"I got this phone call just as we were about to leave and [Sherry] - it was very short conversation — she said 'we've found him', and it took my breath away because I didn't think that would happen."

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Image: Getty.

Albanese travelled to Italy and with the help of the Australian Embassy in Rome, met his father Carlo and his half-brother and half-sister.

"He walked in and opened his arms to me and we embraced," Albanese said. "It was quite - it was incredibly generous of him, I think, and it was a very poignant moment."

Albanese continued to visit Italy and said his final goodbye to his ill father in the lead up to the tumultuous 2013 election.

"He died in January of 2014 and I was very pleased that I was able to have that final engagement with him. He was lucid and he told me - the last conversation we had was that he was glad that we had found each other."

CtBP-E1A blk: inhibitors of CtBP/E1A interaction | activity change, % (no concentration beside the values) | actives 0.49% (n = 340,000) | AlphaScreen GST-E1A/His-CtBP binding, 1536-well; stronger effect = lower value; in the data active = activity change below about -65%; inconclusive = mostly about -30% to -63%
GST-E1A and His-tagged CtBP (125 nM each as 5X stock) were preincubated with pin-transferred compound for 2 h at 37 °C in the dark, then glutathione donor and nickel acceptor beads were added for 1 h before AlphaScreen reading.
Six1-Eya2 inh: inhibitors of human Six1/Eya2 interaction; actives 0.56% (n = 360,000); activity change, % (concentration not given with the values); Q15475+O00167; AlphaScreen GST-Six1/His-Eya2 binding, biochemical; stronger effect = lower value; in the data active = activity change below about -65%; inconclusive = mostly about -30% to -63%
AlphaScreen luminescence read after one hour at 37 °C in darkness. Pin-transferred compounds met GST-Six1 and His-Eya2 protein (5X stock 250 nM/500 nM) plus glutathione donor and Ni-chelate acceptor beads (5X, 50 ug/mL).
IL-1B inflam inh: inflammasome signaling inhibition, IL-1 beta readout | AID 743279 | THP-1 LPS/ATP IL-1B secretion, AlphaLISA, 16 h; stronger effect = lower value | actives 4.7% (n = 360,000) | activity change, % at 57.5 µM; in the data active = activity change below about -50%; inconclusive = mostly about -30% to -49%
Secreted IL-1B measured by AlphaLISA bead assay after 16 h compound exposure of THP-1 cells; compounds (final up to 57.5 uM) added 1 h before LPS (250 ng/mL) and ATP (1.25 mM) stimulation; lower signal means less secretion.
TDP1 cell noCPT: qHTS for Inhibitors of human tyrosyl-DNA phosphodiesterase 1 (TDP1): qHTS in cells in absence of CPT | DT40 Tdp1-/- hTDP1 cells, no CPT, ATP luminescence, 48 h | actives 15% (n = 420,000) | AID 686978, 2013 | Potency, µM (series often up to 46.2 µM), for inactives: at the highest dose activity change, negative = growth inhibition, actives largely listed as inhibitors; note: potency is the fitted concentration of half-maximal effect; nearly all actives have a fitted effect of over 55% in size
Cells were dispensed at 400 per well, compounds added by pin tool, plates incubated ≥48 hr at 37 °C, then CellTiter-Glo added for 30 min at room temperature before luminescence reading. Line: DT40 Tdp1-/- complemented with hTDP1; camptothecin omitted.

Anthony Albanese's political career.

Albanese worked for the Commonwealth Bank for two years after high school, before studying economics at the University of Sydney.

His political life started in university. He then went on to work for Labor minister Tom Uren and NSW's ALP party machine before winning the seat of Grayndler in Sydney's inner west 1996, which he has held ever since.

He used his maiden speech in Parliament to signal his support for funding public infrastructure, multiculturalism, Aboriginal title, minimum wage and childcare.

He concluded by saying: "For myself, I will be satisfied if I can be remembered as someone who will stand up for the interests of my electorate, for working class people, for the labour movement, and for our progressive advancement as a nation into the next century."